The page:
But I kind of want to touch on a sentiment you seem to be having. Had this not been about a social issue, would you have had a problem with the verdict? Let’s talk about another verdict they just came out with yesterday? On gerrymandering. Arizona and a few other states had passed laws to (attempt) taking the politics out of redistricting. The Arizona republican led legislature was not a fan of this, so they challenged it in court. SCOTUS said that the independent commissions were legal. Personally, I’m for this as it is a step towards removing politics from the important process of redistricting. But it’s not on the same level of social impact as the anti-gay marriage laws. Is this ok? If we remove the social views of these rulings and look at them from a purely constitutional/law angle, what makes SCOTUS taking this case different from deciding that a law that says gays are not allowed to marry or adopt? Or do you think SCOTUS shouldn’t have taken either case? If so, then what types of cases should SCOTUS be viewing?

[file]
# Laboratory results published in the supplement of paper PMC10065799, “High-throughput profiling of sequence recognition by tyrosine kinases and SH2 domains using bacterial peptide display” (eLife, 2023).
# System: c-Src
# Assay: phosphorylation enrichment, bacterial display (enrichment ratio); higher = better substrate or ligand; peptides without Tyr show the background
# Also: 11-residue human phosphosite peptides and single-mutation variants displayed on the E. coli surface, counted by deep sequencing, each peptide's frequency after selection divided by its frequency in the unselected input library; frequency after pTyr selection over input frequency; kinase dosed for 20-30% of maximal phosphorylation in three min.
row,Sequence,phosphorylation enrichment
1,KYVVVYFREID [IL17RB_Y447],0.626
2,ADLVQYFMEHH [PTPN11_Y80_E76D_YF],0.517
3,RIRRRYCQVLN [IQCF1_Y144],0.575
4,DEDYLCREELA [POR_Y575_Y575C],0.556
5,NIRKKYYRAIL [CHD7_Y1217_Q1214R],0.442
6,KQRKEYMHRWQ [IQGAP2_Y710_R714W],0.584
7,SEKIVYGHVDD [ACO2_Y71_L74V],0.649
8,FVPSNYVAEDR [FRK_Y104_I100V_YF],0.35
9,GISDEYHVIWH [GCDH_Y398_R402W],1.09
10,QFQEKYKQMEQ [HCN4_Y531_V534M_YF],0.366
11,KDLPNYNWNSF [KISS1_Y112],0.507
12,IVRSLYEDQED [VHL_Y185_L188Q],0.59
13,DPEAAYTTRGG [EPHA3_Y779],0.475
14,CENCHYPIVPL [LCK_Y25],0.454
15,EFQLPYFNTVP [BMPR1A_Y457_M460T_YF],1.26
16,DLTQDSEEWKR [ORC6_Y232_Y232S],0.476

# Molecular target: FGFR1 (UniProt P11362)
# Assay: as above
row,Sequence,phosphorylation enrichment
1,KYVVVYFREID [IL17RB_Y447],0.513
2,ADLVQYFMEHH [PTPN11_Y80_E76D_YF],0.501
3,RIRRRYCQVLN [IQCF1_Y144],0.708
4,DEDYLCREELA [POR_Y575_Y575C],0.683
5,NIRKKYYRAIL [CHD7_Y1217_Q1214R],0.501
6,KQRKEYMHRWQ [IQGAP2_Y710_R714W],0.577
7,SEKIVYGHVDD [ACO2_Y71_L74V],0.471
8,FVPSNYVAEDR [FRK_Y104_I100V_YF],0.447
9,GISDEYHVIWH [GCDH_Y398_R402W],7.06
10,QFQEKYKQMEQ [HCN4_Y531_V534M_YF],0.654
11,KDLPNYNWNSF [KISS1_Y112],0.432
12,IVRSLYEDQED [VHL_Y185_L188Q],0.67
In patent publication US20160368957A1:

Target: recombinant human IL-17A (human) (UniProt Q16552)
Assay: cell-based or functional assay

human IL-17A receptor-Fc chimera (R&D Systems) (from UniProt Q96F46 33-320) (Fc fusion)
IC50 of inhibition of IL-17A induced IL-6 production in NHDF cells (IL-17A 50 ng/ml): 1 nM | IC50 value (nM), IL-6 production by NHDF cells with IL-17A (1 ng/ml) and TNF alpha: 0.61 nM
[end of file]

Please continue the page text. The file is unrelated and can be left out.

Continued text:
• As I mentioned in the original post, I don’t disagree with the law itself. Given the precedent, and the scenario, I believe they came to the correct result. In fact I’m still a bit shocked there was so much dissent; from a purely legal view it seems like a pretty clear case. The five justices who voted in favor did so with what I would consider sound legal reasoning. As you pointed out, it should have been an easy case, and if it were that simple, why did it even end up at SCOTUS?